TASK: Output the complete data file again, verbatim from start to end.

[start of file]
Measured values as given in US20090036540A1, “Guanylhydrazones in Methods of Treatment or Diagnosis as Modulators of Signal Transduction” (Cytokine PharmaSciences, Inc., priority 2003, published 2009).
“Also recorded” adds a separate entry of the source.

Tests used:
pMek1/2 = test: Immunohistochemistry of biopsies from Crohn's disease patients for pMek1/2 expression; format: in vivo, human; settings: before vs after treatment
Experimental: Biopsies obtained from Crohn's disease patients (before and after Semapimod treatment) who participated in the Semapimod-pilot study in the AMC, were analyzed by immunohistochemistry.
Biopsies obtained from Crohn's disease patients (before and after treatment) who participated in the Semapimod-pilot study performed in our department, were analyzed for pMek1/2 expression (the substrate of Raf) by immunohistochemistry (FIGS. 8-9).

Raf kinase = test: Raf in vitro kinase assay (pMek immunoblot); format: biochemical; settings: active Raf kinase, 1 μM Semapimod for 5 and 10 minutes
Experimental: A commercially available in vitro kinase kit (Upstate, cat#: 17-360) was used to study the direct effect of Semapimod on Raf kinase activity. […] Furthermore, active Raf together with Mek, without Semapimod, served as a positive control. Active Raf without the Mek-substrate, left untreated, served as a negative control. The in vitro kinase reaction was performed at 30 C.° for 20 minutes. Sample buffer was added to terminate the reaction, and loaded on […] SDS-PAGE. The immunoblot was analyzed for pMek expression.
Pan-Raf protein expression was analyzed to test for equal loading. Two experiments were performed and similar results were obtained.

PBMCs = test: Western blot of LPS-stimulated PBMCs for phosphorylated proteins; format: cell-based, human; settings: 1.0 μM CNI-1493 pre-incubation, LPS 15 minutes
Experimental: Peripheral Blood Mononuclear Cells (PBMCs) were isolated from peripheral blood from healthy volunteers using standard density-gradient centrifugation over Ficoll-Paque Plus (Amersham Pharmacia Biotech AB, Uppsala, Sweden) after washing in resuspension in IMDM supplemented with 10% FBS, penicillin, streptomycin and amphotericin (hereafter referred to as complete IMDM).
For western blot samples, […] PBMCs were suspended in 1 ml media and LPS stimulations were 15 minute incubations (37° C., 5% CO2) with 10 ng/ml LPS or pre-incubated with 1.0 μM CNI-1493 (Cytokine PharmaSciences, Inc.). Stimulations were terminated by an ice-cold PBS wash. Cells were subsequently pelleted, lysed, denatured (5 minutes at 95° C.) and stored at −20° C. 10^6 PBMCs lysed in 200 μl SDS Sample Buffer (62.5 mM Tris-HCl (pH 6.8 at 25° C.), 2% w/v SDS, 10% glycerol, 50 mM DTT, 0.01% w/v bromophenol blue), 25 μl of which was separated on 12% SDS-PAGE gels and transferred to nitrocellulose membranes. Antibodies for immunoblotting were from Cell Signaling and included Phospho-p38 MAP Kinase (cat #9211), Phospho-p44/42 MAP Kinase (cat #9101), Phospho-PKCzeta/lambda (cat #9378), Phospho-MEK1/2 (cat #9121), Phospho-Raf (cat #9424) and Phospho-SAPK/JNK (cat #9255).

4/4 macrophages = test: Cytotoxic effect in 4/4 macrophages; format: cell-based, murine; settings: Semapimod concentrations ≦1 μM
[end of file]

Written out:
Measured values as given in US20090036540A1, “Guanylhydrazones in Methods of Treatment or Diagnosis as Modulators of Signal Transduction” (Cytokine PharmaSciences, Inc., priority 2003, published 2009).
“Also recorded” adds a separate entry of the source.

Tests used:
pMek1/2 = test: Immunohistochemistry of biopsies from Crohn's disease patients for pMek1/2 expression; format: in vivo, human; settings: before vs after treatment
Experimental: Biopsies obtained from Crohn's disease patients (before and after Semapimod treatment) who participated in the Semapimod-pilot study in the AMC, were analyzed by immunohistochemistry.
Biopsies obtained from Crohn's disease patients (before and after treatment) who participated in the Semapimod-pilot study performed in our department, were analyzed for pMek1/2 expression (the substrate of Raf) by immunohistochemistry (FIGS. 8-9).

Raf kinase = test: Raf in vitro kinase assay (pMek immunoblot); format: biochemical; settings: active Raf kinase, 1 μM Semapimod for 5 and 10 minutes
Experimental: A commercially available in vitro kinase kit (Upstate, cat#: 17-360) was used to study the direct effect of Semapimod on Raf kinase activity. […] Furthermore, active Raf together with Mek, without Semapimod, served as a positive control. Active Raf without the Mek-substrate, left untreated, served as a negative control. The in vitro kinase reaction was performed at 30 C.° for 20 minutes. Sample buffer was added to terminate the reaction, and loaded on […] SDS-PAGE. The immunoblot was analyzed for pMek expression.
Pan-Raf protein expression was analyzed to test for equal loading. Two experiments were performed and similar results were obtained.

PBMCs = test: Western blot of LPS-stimulated PBMCs for phosphorylated proteins; format: cell-based, human; settings: 1.0 μM CNI-1493 pre-incubation, LPS 15 minutes
Experimental: Peripheral Blood Mononuclear Cells (PBMCs) were isolated from peripheral blood from healthy volunteers using standard density-gradient centrifugation over Ficoll-Paque Plus (Amersham Pharmacia Biotech AB, Uppsala, Sweden) after washing in resuspension in IMDM supplemented with 10% FBS, penicillin, streptomycin and amphotericin (hereafter referred to as complete IMDM).
For western blot samples, […] PBMCs were suspended in 1 ml media and LPS stimulations were 15 minute incubations (37° C., 5% CO2) with 10 ng/ml LPS or pre-incubated with 1.0 μM CNI-1493 (Cytokine PharmaSciences, Inc.). Stimulations were terminated by an ice-cold PBS wash. Cells were subsequently pelleted, lysed, denatured (5 minutes at 95° C.) and stored at −20° C. 10^6 PBMCs lysed in 200 μl SDS Sample Buffer (62.5 mM Tris-HCl (pH 6.8 at 25° C.), 2% w/v SDS, 10% glycerol, 50 mM DTT, 0.01% w/v bromophenol blue), 25 μl of which was separated on 12% SDS-PAGE gels and transferred to nitrocellulose membranes. Antibodies for immunoblotting were from Cell Signaling and included Phospho-p38 MAP Kinase (cat #9211), Phospho-p44/42 MAP Kinase (cat #9101), Phospho-PKCzeta/lambda (cat #9378), Phospho-MEK1/2 (cat #9121), Phospho-Raf (cat #9424) and Phospho-SAPK/JNK (cat #9255).

4/4 macrophages = test: Cytotoxic effect in 4/4 macrophages; format: cell-based, murine; settings: Semapimod concentrations ≦1 μM